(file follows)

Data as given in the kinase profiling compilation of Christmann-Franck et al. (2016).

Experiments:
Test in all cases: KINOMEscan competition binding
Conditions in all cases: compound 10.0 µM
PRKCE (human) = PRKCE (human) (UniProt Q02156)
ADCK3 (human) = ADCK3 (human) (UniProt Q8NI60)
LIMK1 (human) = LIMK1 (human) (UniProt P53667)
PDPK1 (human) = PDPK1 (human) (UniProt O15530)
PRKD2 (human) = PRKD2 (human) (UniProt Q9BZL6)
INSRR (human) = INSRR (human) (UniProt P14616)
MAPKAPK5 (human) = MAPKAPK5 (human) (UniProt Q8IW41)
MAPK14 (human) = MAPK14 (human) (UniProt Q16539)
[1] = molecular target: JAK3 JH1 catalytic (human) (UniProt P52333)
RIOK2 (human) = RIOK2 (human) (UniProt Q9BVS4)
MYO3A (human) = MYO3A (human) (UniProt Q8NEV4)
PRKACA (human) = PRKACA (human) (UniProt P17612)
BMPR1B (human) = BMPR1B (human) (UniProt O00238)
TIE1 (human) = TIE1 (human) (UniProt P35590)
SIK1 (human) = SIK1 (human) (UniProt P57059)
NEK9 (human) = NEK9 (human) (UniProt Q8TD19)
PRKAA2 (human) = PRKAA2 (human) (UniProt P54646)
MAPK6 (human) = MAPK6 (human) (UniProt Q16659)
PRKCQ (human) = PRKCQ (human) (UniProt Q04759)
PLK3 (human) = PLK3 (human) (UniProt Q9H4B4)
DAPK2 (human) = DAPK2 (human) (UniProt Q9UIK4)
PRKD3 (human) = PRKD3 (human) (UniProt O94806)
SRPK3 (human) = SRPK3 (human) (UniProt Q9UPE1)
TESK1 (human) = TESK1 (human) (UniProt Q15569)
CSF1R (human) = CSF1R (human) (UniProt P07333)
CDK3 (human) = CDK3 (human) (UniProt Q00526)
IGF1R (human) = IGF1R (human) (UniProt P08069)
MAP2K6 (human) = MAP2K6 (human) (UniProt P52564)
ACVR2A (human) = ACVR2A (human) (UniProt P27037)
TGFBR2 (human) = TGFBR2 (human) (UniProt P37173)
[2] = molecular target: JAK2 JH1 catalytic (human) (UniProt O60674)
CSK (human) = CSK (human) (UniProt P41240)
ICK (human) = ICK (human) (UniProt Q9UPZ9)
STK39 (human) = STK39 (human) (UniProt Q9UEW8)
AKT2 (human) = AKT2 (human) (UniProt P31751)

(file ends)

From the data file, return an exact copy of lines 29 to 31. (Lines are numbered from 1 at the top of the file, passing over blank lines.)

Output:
CSF1R (human) = CSF1R (human) (UniProt P07333)
CDK3 (human) = CDK3 (human) (UniProt Q00526)
IGF1R (human) = IGF1R (human) (UniProt P08069)